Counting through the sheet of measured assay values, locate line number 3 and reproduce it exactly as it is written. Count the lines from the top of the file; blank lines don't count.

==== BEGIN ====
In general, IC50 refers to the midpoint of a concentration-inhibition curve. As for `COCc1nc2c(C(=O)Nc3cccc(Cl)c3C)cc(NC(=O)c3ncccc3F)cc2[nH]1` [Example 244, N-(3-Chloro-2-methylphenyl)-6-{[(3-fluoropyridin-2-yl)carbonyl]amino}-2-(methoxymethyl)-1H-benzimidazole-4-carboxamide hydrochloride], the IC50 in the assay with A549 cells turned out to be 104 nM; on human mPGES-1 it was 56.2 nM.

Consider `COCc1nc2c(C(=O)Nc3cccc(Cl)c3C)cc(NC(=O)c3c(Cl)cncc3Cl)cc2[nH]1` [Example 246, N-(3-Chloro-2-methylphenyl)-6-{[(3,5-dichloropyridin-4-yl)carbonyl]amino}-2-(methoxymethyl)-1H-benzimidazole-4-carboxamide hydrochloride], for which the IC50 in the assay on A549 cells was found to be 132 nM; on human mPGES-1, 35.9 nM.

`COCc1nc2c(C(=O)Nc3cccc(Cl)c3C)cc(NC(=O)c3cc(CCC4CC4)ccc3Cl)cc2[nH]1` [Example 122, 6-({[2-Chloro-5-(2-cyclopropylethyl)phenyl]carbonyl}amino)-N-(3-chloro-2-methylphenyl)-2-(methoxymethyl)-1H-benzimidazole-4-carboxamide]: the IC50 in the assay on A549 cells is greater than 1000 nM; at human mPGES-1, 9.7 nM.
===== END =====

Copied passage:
`COCc1nc2c(C(=O)Nc3cccc(Cl)c3C)cc(NC(=O)c3cc(CCC4CC4)ccc3Cl)cc2[nH]1` [Example 122, 6-({[2-Chloro-5-(2-cyclopropylethyl)phenyl]carbonyl}amino)-N-(3-chloro-2-methylphenyl)-2-(methoxymethyl)-1H-benzimidazole-4-carboxamide]: the IC50 in the assay on A549 cells is greater than 1000 nM; at human mPGES-1, 9.7 nM.